Filtering by label

Introduction

GitLab has labels that can be assigned to issues, merge requests, and epics. Labels on those objects are a many-to-many relation through the polymorphic label_links table.

To filter these objects by multiple labels - for instance, ‘all open issues with the label ~Plan and the label ~backend’ - we generate a query containing a GROUP BY clause. In a simple form, this looks like:

SELECT
    issues.*
FROM
    issues
    INNER JOIN label_links ON label_links.target_id = issues.id
        AND label_links.target_type = 'Issue'
    INNER JOIN labels ON labels.id = label_links.label_id
WHERE
    issues.project_id = 13083
    AND (issues.state IN ('opened'))
    AND labels.title IN ('Plan',
        'backend')
GROUP BY
    issues.id
HAVING (COUNT(DISTINCT labels.title) = 2)
ORDER BY
    issues.updated_at DESC,
    issues.id DESC
LIMIT 20 OFFSET 0

In particular, note that:

  1. We GROUP BY issues.id so that we can …
  2. Use the HAVING (COUNT(DISTINCT labels.title) = 2) condition to ensure that all matched issues have both labels.

This is more complicated than is ideal. It makes the query construction more prone to errors (such as gitlab-org/gitlab-ce#15557).

Attempt A: WHERE EXISTS

Attempt A1: use multiple subqueries with WHERE EXISTS

In gitlab-org/gitlab-ce#37137 and its associated merge request gitlab-org/gitlab-ce!14022, we tried to replace the GROUP BY with multiple uses of WHERE EXISTS. For the example above, this would give:

WHERE (EXISTS (
        SELECT
            TRUE
        FROM
            label_links
            INNER JOIN labels ON labels.id = label_links.label_id
        WHERE
            labels.title = 'Plan'
            AND target_type = 'Issue'
            AND target_id = issues.id))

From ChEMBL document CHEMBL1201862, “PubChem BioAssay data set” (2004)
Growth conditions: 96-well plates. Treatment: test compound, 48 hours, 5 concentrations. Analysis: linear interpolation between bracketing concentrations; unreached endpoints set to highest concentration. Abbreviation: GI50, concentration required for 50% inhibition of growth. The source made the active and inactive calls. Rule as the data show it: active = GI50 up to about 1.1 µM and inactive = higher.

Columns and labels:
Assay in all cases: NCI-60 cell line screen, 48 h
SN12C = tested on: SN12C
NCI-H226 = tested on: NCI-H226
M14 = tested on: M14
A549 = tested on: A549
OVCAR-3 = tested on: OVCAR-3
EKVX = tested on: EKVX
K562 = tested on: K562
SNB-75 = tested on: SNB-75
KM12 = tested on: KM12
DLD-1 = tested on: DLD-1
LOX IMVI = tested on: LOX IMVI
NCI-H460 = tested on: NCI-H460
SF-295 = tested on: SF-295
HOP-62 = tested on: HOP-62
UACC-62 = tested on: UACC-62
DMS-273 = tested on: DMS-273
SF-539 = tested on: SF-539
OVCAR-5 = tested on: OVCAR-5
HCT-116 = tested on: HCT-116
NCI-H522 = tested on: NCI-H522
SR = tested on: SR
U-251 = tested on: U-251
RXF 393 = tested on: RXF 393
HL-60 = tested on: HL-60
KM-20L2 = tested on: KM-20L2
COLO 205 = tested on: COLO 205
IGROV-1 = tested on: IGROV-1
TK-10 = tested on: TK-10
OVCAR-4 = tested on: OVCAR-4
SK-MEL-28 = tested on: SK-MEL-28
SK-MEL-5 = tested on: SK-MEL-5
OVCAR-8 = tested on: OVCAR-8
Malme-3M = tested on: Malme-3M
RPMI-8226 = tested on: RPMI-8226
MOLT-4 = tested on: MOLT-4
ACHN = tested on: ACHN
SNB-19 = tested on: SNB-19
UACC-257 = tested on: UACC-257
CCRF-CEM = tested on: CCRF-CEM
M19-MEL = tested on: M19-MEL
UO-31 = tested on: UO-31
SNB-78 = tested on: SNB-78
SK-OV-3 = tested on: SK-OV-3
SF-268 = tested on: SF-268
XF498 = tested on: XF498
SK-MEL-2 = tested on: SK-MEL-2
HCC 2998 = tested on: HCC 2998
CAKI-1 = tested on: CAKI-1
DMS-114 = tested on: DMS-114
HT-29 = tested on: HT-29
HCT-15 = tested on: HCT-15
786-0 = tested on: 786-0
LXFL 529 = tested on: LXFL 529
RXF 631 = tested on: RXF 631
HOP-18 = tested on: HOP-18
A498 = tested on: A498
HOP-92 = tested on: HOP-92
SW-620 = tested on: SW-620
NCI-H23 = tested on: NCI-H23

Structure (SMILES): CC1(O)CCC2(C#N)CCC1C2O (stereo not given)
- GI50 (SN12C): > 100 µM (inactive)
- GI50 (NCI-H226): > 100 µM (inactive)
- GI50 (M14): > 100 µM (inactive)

AND (EXISTS (
        SELECT
            TRUE
        FROM
            label_links
            INNER JOIN labels ON labels.id = label_links.label_id
        WHERE
            labels.title = 'backend'
            AND target_type = 'Issue'
            AND target_id = issues.id))

While this worked without schema changes, and did improve readability somewhat, it did not improve query performance.

Attempt B: Denormalize using an array column

Having removed MySQL support in GitLab 12.1, using Postgres’s arrays became more tractable as we didn’t have to support two databases. We discussed denormalizing the label_links table for querying in gitlab-org/gitlab-ce#49651, with two options: label IDs and titles.

We can think of both of those as array columns on issues, merge_requests, and epics: issues.label_ids would be an array column of label IDs, and issues.label_titles would be an array of label titles.

These array columns can be complemented with GIN indexes to improve matching.

Attempt B1: store label IDs for each object

This has some strong advantages over titles:

  1. Unless a label is deleted, or a project is moved, we never need to bulk-update the denormalized column.
  2. It uses less storage than the titles.

Unfortunately, our application design makes this hard. If we were able to query just by label ID easily, we wouldn’t need the INNER JOIN labels in the initial query at the start of this document. GitLab allows users to filter by label title across projects and even across groups, so a filter by the label ~Plan may include labels with multiple distinct IDs.

We do not want users to have to know about the different IDs, which means that given this data set:

Project ~Plan label ID ~backend label ID
A 11 12
B 21 22
C 31 32

We would need something like:

WHERE
    label_ids @> ARRAY[11, 12]
    OR label_ids @> ARRAY[21, 22]
    OR label_ids @> ARRAY[31, 32]

This can get even more complicated when we consider that in some cases, there might be two ~backend labels - with different IDs - that could apply to the same object, so the number of combinations would balloon further.

Attempt B2: store label titles for each object

From the perspective of updating the labelable object, this is the worst option. We have to bulk update the objects when:

  1. The objects are moved from one project to another.
  2. The project is moved from one group to another.
  3. The label is renamed.
  4. The label is deleted.

It also uses much more storage. Querying is simple, though:

WHERE
    label_titles @> ARRAY['Plan', 'backend']

And our tests in gitlab-org/gitlab-ce#49651 showed that this could be fast.

However, at present, the disadvantages outweigh the advantages.

Conclusion

We have yet to find a method that is demonstratably better than the current method, when considering:

  1. Query performance.
  2. Readability.
  3. Ease of maintaining schema consistency.